I found the work had gone on successfully and we had a lot of fine timber on the ice ready to be floated down to Lake Huron, where it was to be loaded in vessels and taken to Kingston at the foot of Lake Ontario, then rafted and run down the rapids of the St. Lawrence past Montreal and towed to Quebec: there to be again loaded into ocean-going ships for Liverpool, where it would be rafted and taker up the canal to Manchester and be sawn up into sizes for making cotton-spinning machinery. I spent three weeks looking over the various tracts of timber, but could not find the large sized timber required for this trade, namely twenty-one inches average diameter. For this reason I later on decided to shift operations to Michigan, where the desired sizes of trees could be found.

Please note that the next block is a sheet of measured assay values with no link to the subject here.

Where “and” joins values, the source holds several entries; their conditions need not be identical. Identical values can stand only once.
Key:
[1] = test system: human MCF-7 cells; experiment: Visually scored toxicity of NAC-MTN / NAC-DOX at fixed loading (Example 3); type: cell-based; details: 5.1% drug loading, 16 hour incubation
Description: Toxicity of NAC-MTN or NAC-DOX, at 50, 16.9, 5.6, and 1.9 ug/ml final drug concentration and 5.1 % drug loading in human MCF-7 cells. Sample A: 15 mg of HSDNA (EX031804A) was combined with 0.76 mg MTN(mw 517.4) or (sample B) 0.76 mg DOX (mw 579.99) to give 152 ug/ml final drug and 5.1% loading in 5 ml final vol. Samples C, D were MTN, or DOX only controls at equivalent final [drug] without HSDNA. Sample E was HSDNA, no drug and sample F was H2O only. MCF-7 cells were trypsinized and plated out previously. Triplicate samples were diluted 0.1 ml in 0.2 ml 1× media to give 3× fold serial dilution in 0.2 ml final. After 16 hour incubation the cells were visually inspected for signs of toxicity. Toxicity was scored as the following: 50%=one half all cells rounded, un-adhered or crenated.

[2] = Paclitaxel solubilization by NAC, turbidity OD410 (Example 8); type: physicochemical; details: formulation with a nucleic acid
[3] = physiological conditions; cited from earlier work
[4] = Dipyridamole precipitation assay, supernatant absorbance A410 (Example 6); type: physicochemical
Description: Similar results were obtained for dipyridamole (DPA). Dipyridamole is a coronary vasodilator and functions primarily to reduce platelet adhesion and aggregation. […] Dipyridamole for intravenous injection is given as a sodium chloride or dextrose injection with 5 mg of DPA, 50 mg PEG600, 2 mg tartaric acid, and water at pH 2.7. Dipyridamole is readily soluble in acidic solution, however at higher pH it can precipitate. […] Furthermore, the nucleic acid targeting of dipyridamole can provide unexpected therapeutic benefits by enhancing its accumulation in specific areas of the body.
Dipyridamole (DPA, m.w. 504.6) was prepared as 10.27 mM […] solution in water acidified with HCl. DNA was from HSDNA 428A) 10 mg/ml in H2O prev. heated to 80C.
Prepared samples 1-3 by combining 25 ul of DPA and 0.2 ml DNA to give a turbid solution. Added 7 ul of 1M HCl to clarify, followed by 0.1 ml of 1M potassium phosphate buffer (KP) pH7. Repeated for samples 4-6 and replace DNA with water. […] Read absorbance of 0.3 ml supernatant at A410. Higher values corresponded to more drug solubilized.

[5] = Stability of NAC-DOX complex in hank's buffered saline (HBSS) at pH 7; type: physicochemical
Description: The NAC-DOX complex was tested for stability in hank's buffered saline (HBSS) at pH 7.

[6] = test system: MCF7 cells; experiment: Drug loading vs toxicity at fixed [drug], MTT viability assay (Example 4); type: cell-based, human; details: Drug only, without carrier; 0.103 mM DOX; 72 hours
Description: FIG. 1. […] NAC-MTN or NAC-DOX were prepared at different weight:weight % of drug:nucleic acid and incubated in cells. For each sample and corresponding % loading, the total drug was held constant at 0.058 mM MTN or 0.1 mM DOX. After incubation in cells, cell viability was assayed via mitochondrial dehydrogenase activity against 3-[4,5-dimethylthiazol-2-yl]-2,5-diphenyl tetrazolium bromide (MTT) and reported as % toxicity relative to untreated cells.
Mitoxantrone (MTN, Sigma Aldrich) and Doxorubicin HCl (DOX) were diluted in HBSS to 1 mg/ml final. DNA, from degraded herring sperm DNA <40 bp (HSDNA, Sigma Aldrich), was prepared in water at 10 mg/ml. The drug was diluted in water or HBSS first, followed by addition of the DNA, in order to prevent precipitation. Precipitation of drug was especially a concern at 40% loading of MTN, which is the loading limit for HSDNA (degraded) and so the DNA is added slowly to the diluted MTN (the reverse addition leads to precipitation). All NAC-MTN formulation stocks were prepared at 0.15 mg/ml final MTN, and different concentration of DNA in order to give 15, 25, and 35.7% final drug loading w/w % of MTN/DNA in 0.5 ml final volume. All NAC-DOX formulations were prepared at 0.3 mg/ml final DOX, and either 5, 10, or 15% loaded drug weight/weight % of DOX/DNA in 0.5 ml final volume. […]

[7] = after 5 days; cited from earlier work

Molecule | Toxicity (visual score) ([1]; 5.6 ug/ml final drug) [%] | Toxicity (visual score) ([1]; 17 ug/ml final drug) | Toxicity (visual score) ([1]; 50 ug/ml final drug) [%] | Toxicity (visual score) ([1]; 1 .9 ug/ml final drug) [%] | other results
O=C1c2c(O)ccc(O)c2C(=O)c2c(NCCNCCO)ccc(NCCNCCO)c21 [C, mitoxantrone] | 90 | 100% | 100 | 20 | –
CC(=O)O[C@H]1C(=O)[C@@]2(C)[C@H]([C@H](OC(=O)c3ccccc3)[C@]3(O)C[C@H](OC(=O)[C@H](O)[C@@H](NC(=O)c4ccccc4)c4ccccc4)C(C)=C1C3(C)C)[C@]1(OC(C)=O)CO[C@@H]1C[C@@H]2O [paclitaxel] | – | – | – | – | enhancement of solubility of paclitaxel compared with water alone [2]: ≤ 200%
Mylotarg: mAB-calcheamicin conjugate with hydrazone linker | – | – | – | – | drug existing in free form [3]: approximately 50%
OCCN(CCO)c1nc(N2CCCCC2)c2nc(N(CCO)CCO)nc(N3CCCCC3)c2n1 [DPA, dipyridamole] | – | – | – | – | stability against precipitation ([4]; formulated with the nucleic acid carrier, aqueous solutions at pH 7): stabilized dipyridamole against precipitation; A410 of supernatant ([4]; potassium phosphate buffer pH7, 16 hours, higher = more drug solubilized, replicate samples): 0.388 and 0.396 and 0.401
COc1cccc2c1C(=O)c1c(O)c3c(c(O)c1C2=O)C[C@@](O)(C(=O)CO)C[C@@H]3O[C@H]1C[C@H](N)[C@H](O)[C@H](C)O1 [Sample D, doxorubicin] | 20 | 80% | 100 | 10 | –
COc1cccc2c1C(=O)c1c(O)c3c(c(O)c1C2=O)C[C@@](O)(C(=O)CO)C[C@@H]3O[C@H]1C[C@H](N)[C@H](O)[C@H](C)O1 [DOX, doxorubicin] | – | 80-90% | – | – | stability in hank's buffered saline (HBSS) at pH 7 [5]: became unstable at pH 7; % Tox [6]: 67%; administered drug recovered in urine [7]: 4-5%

It was near the breaking up of winter and we had twelve more men than we needed to drive, the timber down the river, so I started out with a team of horses and the twelve men intending to return as I came, on the ice along Lake Huron and the Georgian Hay to Midland But the fates decreed otherwise. The first night, with considerable difficulty on account of the ice having melted in the recent spring weather, we got tc Little Current on Manatoulin Island. I found it impossible to go farther with the team and decided to send it back to the camp and tried to induce the men to return as I could see we were in for a two hundred and fifty mile walk; and besides, there was the uncertainty of the ice remaining long enough to make the trip. They all decided that if I could go they could. I tried to explain that it was a case of "have to" with me, but they could return and work in the camp until navigation opened; whereas, I had various camps in Muskoka and Parry Sound districts, arid it was necessary for me to be on hand to arrange about getting the logs driven when the water was high. This was of no avail—they were determined to get out to civilization. So I bought a few hand sleighs from the Indians and put on them what was actually required for the trip. Then we started out pulling the sleds on the ice. The third day out a severe snow storm raged and it was impossible to travel, so we had to lay up all day much against our wills, as we had hardly provisions enough to take us to Byng Inlet, which was much nearer than Midland.